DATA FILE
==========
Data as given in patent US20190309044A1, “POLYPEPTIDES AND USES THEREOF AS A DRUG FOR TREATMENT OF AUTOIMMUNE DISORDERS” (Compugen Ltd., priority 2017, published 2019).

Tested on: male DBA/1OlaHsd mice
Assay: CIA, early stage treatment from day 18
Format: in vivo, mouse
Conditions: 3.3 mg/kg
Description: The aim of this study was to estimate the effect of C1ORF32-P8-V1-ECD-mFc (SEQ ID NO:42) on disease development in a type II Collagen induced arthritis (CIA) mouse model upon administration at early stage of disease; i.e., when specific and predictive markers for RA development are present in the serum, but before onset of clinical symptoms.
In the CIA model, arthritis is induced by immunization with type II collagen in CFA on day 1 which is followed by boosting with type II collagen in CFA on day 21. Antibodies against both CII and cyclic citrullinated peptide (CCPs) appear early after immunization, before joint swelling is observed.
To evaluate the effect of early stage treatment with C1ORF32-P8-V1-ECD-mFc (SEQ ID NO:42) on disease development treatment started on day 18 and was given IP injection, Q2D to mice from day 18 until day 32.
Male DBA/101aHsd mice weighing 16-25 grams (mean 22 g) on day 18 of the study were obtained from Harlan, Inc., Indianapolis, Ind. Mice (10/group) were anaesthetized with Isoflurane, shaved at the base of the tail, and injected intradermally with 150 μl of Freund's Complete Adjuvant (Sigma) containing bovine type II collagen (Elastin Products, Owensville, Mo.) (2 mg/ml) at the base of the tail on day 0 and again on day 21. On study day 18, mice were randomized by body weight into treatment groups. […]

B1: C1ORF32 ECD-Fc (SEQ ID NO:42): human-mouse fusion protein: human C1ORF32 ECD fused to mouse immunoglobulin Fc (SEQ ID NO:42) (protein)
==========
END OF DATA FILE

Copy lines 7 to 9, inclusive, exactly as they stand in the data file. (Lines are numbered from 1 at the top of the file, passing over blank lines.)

In the CIA model, arthritis is induced by immunization with type II collagen in CFA on day 1 which is followed by boosting with type II collagen in CFA on day 21. Antibodies against both CII and cyclic citrullinated peptide (CCPs) appear early after immunization, before joint swelling is observed.
To evaluate the effect of early stage treatment with C1ORF32-P8-V1-ECD-mFc (SEQ ID NO:42) on disease development treatment started on day 18 and was given IP injection, Q2D to mice from day 18 until day 32.
Male DBA/101aHsd mice weighing 16-25 grams (mean 22 g) on day 18 of the study were obtained from Harlan, Inc., Indianapolis, Ind. Mice (10/group) were anaesthetized with Isoflurane, shaved at the base of the tail, and injected intradermally with 150 μl of Freund's Complete Adjuvant (Sigma) containing bovine type II collagen (Elastin Products, Owensville, Mo.) (2 mg/ml) at the base of the tail on day 0 and again on day 21. On study day 18, mice were randomized by body weight into treatment groups. […]